Falling back on consultants or setting up some elaborate consultation which will cost lots of public money, delay things needlessly and end up with a report which will have come to whatever conclusions the Government want it to anyway, won’t solve the problem. It won’t change the fundamental issues facing Rail Users. It won’t escape the real problems which need to be addressed, that politicians find too hard to address when the only passion they have is for winning power again at the next election.

Politicians from Town and Parish Councils, right up to the Cabinet Table in No.10 Downing Street are failing to connect policy with the people they are elected to represent. They fail because they do not speak with or communicate with the very people they represent (And no, Party Members in an MP’s own constituency don’t really count on their own)

If those responsible for Railway Policy did so, they would soon understand that:

  • HS2 should be scrapped. It is a waste of time, money and is upsetting far more people than it will ever help. It will not solve the problem of limited capacity on the Railway network anywhere other than in the areas adjacent to its immediate route and this improvement could be gained within other improvements which could be made to the existing infrastructure.
  • There are not enough Platforms and/or ‘Terminus’ Stations. We need more trains running more often on key commuter journeys. Technology is no longer the problem as trains can be run, scheduled and operated digitally and London Underground is a good example of this. More trains cannot run on key lines because there simply aren’t the platforms available at stations where trains terminate to be ‘turned around’ in greater numbers at the same time. Opening up and building new platforms and corresponding lines at existing ‘Terminus’ Stations, or building new stations to accommodate more platforms would address the capacity problem on the existing network immeasurably.
  • Management of public services for profit doesn’t work, but nationalisation or public ownership is its purest or accepted sense doesn’t either. People cannot have two masters. They are either focused on service or focused on profit. Public services, where a level of service should be the same for everyone equally, should never be placed in the hands of decision makers who are set to make a profit, as they will always be obsessive about cutting elements of the service or product where they see no profit, or where they perceive that a monetary loss will be made. Quality service delivery requires fairness and balance and in fiscal terms, that means that sometimes, some parts of a service will appear to run at a ‘loss’.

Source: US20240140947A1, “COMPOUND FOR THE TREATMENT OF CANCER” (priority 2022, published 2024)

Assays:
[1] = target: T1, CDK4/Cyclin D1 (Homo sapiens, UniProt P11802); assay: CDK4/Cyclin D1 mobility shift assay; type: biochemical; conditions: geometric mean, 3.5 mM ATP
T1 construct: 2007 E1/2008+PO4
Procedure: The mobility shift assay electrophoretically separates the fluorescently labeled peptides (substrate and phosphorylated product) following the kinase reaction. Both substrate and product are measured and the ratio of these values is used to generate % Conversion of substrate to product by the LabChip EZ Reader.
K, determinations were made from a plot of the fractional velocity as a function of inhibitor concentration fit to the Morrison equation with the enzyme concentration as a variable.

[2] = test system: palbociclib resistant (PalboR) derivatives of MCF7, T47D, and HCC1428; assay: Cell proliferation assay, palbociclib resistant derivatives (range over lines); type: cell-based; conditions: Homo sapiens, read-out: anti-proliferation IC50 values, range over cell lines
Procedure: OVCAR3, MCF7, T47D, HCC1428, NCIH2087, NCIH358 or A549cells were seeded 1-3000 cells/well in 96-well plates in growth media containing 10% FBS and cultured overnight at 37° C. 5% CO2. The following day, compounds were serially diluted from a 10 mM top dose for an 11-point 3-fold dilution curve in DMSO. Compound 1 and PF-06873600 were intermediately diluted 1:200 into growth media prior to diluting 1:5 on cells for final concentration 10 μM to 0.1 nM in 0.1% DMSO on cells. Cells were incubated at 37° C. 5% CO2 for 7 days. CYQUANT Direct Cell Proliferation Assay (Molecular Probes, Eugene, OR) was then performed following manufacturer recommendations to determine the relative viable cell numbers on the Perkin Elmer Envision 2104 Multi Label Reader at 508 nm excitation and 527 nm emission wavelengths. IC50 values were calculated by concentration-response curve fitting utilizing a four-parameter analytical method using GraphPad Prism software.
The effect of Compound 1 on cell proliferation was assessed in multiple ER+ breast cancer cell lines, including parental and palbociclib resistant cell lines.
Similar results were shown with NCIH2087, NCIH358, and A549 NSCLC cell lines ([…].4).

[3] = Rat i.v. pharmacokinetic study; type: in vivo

• All Rail Operating Companies should be non-profit-making trusts run on commercial lines with staff incentivised to deliver the best results, but with all profit ploughed back into further development, renewals of rolling stock and bringing ticket prices back to a realistic level over the longer term.
  • Unions have too much power to disrupt strategic decisions. Businesses and organisations exist to provide products and services. They are not normally created as a vehicle to create jobs and the Unions are completely out of touch with this. Employment and Union Law needs to protect employees from poor management practice, but also needs to be conversant with the requirements of a business and the reality that it is in the interests of both the employer and the employed for work to be carried out in the right conditions, which are not ones which prioritise the experience of employees over that of the customer.
  • Health & Safety rules coupled with the blame and ambulance-chasing culture are compromising passenger experience for no benefit greater than being able to tick a box on a risk assessment. 
  • Derelict and unused Railway beds should be put back into use, with heritage Railway Companies, Charities and Trusts encouraged and supported to run commuter services wherever they can and with help would have the ability to do so.

Yes, this is a simplification of the facts as they stand. But that’s all a politician needs before asking executives or civil servants to get on and do their jobs.

No MP is going to stand up against genuine improvements to the services provided to their constituents and its time for them all to grow up and stop using politics as and excuse and a phoney divide.

Nothing will change for the better by delaying things for 12 months.

It’s time to drop all the talk and get on with some action.

 

image thanks to telegraph.co.uk